Recycling Won’t Save Us

Recycling Won’t Save Us

By: Rashail Wasim

With Earth Day having been expanded this year to Earth Month, there has been increased talk about how everyone is doomed and the planet is going to be unlivable in x number of years unless global lifestyles change drastically. In these discussions, the three R’s inevitably come up: reuse, reduce, and recycle. Of the three, the most emphasis has been given to recycling, as shown by the proliferation of blue bins in alleys. Everybody knows how the process works; put plastics, paper, and metals in the bin, a blue truck takes all of it to a factory, and the material is reforged so it can be used again. It’s a win-win for everyone!

That is, until one considers that all of the factories are in the People’s Republic of China. Or rather, were in the PRC. In 2018, the Chinese Communist Party banned the import of any and all recycled goods that aren’t 99.5% free of contamination.  For the United States, which has historically exported a little less than 40% of its recyclables to China, this change has been devastating for the industry. Exports of recycled goods plummeted 95% in 2018 from its high of 716 million tons in 2016, and haven’t risen much since.. This change was made because wages in China have risen rapidly, so it is no longer profitable to ship in foreign trash and sort out each material by hand. Alongside that, their growing economy has led to them producing a tremendous amount of their own waste, so their capacity for recyclable materials is now being filled by domestic sources.

The ban on exports has had a crushing effect on the domestic industry. In cities across the U.S., recycling programs are being cut back. Philadelphia is the most extreme example; they went from selling recyclables for $67 a ton in 2012 to losing $40 per ton of trash they had to get rid of. Currently, the city is burning about half of the recycled materials it collects. Stories like this one are common across the country. The biggest reason recycling is unprofitable is because of the poor job the U.S. does in sorting its waste. In the U.S., single-stream recycling is used in almost 2/3rds of recycling programs; all plastics, metals, and paper is put into one bin. While this system makes things convenient, it also ensures that 25% of American recyclables are contaminated. People put garden houses and pizza boxes along with crumpled papers and bottles, which causes huge issues. It simply isn’t worth the cost to pay workers to sort everything, especially since they would have to be paid exponentially more than the Chinese workers that once did much of the job.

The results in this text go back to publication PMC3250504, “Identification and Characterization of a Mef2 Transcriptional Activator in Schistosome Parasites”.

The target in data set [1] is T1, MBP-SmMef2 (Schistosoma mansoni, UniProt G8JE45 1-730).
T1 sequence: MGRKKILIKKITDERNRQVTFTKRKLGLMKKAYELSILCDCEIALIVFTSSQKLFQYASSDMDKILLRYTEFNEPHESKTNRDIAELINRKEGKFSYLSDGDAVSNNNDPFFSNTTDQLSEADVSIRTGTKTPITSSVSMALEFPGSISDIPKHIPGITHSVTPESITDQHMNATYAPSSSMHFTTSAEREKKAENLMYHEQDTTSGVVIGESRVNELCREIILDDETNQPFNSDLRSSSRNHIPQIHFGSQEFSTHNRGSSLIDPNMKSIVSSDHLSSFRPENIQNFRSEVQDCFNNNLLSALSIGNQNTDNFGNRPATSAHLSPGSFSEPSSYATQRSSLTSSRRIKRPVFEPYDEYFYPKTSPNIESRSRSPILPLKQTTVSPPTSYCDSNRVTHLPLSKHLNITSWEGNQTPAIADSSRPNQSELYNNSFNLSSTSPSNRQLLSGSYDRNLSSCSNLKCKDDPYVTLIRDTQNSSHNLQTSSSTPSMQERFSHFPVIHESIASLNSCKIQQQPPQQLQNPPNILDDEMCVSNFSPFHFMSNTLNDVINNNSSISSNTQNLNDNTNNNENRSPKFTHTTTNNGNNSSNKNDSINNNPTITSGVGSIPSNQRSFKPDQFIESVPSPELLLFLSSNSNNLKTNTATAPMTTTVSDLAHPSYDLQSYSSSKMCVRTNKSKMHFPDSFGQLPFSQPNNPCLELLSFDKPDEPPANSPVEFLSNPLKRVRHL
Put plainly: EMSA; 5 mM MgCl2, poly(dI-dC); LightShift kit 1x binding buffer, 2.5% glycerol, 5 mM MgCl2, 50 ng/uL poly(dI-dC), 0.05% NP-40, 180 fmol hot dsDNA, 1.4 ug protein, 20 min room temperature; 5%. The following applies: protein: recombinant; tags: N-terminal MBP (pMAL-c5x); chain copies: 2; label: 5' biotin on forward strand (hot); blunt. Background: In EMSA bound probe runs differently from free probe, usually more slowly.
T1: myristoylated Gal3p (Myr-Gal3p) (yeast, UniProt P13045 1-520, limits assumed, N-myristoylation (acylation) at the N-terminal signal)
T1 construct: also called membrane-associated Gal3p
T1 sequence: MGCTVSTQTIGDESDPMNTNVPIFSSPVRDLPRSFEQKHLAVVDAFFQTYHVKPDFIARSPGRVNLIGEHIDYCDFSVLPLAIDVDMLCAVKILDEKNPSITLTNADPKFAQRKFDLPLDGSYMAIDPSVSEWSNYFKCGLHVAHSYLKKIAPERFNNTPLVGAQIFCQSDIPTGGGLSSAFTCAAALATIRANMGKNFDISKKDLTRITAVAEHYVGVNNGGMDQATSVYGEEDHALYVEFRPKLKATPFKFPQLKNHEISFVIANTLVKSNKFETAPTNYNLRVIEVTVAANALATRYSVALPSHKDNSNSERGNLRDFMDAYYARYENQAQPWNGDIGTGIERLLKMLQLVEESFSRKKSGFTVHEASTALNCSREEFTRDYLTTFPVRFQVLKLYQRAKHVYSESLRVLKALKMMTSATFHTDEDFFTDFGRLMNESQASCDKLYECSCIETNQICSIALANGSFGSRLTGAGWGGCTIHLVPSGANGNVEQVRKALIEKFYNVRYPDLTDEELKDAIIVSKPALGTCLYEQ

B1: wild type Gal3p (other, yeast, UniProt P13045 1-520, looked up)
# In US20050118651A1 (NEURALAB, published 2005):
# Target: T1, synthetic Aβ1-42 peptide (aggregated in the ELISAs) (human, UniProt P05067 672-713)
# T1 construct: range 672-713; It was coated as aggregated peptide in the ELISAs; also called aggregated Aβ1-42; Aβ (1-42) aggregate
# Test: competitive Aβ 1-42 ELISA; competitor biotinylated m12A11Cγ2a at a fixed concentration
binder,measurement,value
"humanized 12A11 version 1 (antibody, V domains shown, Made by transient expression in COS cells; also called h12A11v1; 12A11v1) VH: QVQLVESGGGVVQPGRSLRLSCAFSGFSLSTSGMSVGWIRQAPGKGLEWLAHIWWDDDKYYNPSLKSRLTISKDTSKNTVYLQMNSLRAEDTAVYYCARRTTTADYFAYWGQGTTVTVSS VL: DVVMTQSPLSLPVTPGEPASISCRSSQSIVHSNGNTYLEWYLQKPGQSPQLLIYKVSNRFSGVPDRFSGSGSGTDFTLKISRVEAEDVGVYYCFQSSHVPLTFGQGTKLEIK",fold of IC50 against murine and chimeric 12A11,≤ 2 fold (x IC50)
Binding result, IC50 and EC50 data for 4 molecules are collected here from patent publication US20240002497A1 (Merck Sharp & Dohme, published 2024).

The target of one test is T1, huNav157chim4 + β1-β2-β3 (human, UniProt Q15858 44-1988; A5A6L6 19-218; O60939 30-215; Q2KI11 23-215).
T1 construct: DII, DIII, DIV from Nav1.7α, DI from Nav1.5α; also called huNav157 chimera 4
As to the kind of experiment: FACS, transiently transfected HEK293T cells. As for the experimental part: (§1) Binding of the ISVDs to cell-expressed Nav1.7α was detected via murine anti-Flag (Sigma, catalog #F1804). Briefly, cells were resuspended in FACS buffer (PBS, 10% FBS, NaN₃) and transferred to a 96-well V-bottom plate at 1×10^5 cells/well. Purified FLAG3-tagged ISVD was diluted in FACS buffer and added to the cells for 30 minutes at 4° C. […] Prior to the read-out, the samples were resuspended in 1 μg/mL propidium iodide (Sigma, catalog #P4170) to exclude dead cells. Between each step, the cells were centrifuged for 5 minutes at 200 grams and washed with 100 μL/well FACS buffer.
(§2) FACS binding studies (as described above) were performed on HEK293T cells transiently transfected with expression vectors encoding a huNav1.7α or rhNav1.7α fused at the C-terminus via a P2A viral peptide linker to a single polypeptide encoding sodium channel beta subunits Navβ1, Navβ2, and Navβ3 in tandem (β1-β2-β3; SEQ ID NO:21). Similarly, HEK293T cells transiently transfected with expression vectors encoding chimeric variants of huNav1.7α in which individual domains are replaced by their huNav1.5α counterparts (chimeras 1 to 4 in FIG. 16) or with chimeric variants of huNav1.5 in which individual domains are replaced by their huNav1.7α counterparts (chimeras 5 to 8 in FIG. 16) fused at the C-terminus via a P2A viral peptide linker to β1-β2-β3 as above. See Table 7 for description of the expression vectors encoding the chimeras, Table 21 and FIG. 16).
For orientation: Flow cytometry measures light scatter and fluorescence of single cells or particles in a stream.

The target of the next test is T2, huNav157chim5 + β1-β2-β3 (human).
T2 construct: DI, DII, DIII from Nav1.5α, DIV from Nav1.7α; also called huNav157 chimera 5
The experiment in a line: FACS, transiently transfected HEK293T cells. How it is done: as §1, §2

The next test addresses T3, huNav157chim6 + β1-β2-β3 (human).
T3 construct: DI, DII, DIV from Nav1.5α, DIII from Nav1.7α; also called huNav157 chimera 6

The only way to rectify this problem is to divide up recyclables by material. Of course, carefully sorting waste when people have things to do is easier said than done. This apathy also gives notice to a larger problem with recycling; it has done little to stop peoples’ destructive lifestyles. Over half of the plastic ever produced has been created in the last 18 years, even though the U.S. has grown more conscious of the environment than ever before. And even before the ban on exports to China, the nation was still recycling only 9% of the plastics produced, while the other 91% was burned or thrown into landfills.

Recycling is not a bad thing. But this year,  it is time to recognize that instead of trying to diminish the impact of the plastic thrown away, the focus should be on reducing the amount of materials used in the first place. Multiple regions have banned plastic straws and/or started taxing plastic products. Chicago, for instance, has a $0.07 tax on every bag at checkouts. Recycling works to alleviate a symptom of the developed world’s habits, but to prevent catastrophe, there needs to be a change with the culture of unthinking consumption.  

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